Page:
Yasuda Kusuo, inherited the house and grounds and lived there until his death in 1995. After his death, the building and most of the site area were donated to the Japan National Trust for Cultural and Natural Conservation. The garden is configured with four elements: a front garden located between the main gate and the entrance of the house; a main garden facing the solarium and the Zangetsu-no-ma; a courtyard that fronts the north side and an interior garden enclosed in the back. The main garden is designed in a dry-landscape style, and is intended to be viewed while sitting in the solarium Zangetsu-no-ma. Rocks symbolizing a waterfall are placed at the southwest corner of the garden as the highest point from which sand and gravel suggesting flowing water descend towards the east. The rocks representing the waterfall are the main feature of the garden and are arranged with pointed natural stones called Taki-soeishi and straight stones called Mizuochi-ishi. By orienting the top of the waterfall facing the northwest, it also created a visual effect of making the flowing dry riverbed appear larger. This magnificent Tokyo garden, uses the geographical characteristics particular to the edge of the Hongo plateau, in a unique sample found among luxury residences of the Yamanote area in Tokyo from the Taisho and Showa periods that comes down to us today in its original condition.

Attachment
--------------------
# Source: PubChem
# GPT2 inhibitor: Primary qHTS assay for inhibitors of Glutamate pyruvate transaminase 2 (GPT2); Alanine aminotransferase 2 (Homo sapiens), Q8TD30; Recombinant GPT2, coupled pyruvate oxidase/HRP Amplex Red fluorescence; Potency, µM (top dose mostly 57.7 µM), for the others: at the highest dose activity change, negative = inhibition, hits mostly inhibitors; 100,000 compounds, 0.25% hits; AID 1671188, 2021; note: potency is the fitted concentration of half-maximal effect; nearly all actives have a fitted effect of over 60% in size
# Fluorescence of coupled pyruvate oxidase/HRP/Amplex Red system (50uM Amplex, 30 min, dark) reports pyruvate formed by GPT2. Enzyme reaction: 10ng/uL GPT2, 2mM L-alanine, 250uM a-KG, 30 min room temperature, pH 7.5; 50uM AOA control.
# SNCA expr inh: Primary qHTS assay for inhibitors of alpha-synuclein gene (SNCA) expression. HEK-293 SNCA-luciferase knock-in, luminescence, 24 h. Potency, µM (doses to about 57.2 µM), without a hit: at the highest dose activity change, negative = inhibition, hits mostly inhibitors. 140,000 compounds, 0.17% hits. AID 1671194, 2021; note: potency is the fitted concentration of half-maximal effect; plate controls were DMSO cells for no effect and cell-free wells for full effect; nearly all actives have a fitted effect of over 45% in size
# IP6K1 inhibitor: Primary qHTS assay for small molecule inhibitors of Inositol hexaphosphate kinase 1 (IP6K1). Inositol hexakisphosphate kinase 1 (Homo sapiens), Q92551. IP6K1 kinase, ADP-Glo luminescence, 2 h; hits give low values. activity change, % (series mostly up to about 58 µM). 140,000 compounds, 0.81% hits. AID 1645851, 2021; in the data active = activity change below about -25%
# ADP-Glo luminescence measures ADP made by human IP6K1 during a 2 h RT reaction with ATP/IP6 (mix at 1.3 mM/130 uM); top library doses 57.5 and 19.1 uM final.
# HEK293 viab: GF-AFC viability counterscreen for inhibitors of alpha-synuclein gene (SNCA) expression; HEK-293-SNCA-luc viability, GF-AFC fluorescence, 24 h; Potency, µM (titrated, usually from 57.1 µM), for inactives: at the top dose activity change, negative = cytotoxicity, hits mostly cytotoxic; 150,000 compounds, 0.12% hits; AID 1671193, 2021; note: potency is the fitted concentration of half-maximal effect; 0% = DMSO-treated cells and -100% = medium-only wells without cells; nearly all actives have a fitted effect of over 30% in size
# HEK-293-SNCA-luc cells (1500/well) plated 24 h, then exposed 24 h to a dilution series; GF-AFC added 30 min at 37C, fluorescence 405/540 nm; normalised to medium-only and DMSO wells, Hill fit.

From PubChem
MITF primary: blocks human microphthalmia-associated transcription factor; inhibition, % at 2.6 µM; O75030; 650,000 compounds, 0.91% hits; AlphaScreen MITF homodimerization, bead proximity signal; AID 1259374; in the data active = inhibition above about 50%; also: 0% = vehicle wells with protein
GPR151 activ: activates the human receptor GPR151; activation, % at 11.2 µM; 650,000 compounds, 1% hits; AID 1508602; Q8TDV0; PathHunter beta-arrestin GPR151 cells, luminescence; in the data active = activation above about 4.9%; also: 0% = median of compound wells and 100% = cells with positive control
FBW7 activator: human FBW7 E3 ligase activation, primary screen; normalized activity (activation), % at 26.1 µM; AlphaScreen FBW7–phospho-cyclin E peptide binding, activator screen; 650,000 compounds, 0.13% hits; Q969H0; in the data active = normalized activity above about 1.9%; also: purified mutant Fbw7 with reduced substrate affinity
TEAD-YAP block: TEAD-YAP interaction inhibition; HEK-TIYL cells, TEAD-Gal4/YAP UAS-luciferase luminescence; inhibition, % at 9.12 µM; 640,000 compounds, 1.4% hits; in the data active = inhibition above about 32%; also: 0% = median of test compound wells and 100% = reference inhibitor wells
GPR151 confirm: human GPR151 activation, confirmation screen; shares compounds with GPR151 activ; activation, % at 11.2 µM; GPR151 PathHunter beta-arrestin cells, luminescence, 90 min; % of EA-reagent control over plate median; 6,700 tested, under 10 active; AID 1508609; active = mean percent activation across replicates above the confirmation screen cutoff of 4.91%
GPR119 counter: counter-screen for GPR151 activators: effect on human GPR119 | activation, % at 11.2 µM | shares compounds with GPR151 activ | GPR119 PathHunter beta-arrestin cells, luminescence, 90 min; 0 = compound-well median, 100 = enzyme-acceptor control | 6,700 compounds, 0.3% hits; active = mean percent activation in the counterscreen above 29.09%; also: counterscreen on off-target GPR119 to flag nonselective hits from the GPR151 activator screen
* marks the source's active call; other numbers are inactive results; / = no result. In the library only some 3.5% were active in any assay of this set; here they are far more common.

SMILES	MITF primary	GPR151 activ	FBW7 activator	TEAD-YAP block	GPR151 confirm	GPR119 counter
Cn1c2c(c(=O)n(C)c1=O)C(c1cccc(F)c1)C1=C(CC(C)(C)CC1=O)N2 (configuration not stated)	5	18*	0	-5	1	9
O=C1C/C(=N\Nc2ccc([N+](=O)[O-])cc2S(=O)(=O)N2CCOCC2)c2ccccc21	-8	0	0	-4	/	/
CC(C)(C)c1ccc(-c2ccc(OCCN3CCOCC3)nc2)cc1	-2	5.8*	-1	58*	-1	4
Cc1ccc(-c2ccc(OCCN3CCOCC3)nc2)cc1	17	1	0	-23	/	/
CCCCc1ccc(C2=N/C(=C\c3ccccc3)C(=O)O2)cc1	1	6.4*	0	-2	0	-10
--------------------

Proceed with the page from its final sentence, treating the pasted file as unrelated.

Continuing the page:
- ©John Lander
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Kusuo Yasuda Garden, Japan National Trust for Cultural and Natural Conservation, Taki-soeishi, Mizuochi-ishi, autumn, tokyo autumn, japan autumn, bunko-ku, serene, serenity, quiet, quietude, calm, calming, calmed, maple, maples, japanese maples, leaves, shadows, tokyo, Tokyo, kusuo yasuda, Kusuo Yasuda
- Contained in galleries